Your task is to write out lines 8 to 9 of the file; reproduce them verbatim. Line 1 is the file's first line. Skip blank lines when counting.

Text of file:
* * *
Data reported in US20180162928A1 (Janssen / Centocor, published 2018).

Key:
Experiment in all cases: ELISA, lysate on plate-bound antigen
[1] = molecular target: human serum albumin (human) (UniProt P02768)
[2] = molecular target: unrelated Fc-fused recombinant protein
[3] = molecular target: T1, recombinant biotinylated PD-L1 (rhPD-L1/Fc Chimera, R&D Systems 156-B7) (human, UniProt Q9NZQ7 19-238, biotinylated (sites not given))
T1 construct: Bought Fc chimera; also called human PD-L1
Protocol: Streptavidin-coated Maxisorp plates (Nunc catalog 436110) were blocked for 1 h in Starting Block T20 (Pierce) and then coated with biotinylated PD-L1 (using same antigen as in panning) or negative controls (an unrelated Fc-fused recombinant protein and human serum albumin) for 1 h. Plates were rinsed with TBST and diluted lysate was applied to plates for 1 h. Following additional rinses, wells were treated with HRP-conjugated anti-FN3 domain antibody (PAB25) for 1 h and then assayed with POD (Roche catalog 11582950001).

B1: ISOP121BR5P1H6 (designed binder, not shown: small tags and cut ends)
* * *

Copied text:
Protocol: Streptavidin-coated Maxisorp plates (Nunc catalog 436110) were blocked for 1 h in Starting Block T20 (Pierce) and then coated with biotinylated PD-L1 (using same antigen as in panning) or negative controls (an unrelated Fc-fused recombinant protein and human serum albumin) for 1 h. Plates were rinsed with TBST and diluted lysate was applied to plates for 1 h. Following additional rinses, wells were treated with HRP-conjugated anti-FN3 domain antibody (PAB25) for 1 h and then assayed with POD (Roche catalog 11582950001).

B1: ISOP121BR5P1H6 (designed binder, not shown: small tags and cut ends)